All Blacks selection analysis - Second five-eighth

Getty Images

James Mortimer     07 May 2012     Getty Images

Williams has been in scintillating form for the Chiefs this season.

He still possesses his freakish offload, leading the competition for passing out of the tackle, but has added more to his game, notably happy to straighten the attack and take the ball into contact.

This was a quiet suggestion from Sir Graham Henry last season, and he appears to have taken it to heart.

Nonu has been an angry menace in recent weeks, putting in some stinging hits in defence while clearly trying to carry the Blues on his immense shoulders at times.

But he has not been as dominant when he finished 2011 as arguably the best 12 in the game.

Direct comparisons are difficult, considering their respective franchise’s fortunes and each player’s schedule since the Rugby World Cup.

Williams followed the path of most of the All Blacks World Cup winners, taking a well-deserved rest after New Zealand defeated France 8-7 to win the 2011 tournament.

However not only did he spend time away from the rugby field, but ensured that his training regime remained constant, preparing for his February 8 boxing match with Clarence Tillman, who Williams defeated in the first round with a technical knockout.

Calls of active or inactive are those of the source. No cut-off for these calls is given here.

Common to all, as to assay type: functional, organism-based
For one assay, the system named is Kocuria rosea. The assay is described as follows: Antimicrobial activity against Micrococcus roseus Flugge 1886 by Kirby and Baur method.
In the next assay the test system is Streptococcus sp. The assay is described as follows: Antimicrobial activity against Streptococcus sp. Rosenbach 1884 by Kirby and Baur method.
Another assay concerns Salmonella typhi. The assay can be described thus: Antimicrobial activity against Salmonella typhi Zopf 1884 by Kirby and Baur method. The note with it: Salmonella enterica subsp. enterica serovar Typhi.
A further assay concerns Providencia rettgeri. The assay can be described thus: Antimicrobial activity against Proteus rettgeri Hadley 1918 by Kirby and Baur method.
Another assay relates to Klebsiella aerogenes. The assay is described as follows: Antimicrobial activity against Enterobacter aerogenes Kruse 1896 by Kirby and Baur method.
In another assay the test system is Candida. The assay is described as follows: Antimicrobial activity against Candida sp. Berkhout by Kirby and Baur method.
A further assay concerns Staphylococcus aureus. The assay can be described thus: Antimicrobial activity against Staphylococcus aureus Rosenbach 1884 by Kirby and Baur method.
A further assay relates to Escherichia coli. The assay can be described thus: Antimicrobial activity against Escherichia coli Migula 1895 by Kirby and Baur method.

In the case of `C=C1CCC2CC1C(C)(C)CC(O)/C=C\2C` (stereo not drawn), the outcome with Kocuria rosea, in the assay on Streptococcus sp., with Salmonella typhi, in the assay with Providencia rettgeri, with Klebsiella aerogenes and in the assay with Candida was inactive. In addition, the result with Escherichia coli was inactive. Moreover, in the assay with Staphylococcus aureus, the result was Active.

While this may have delayed his debut for the Chiefs, he linked up with the Waikato based franchise fit and ready to play, and started in their final trial match against the Hurricanes in Taupo.

The 14-test All Black has had other advantages, namely playing behind arguably the form pack of the competition, while he has had stability and class with Aaron Cruden and Richard Kahui playing alongside him.

Nonu has had none of these advantages.

The International Rugby Board World Player of the Year nominee headed to Japan following the World Cup, playing for the Ricoh Black Rams.

He had some ‘time off’ after the Japanese season concluded and he linked back up with the Blues, but this was no off-season, and with the three-time champions having a difficult campaign, Nonu was named in the team at the earliest opportunity.

Further to this is the fact that Nonu hasn’t played consistently with players in the backline, with a mix of injuries and varied selections meaning that he hasn’t been able to rely on the class of a Cruden to assist in setting up his play.

What All Blacks coach Steve Hansen decides will be intriguing based on the circumstances above.

On form one would suggest he would pick Williams, but the advantage Nonu has is that he is the incumbent second five-eighth, has played 63-test matches, and has proven that he can put aside less than spectacular form to do the business in the international arena.

Both players are off-contract at the end of the season, so their All Blacks chances in 2012 could have a factor in their future – although both players, while friends, clearly thrive off the competition they present each other.

Of course there is the dark horse of Dan Carter, who has been playing at second five-eighth so far this season, but one wouldn’t expect Hansen to shift the All Blacks premier playmaker out by one position.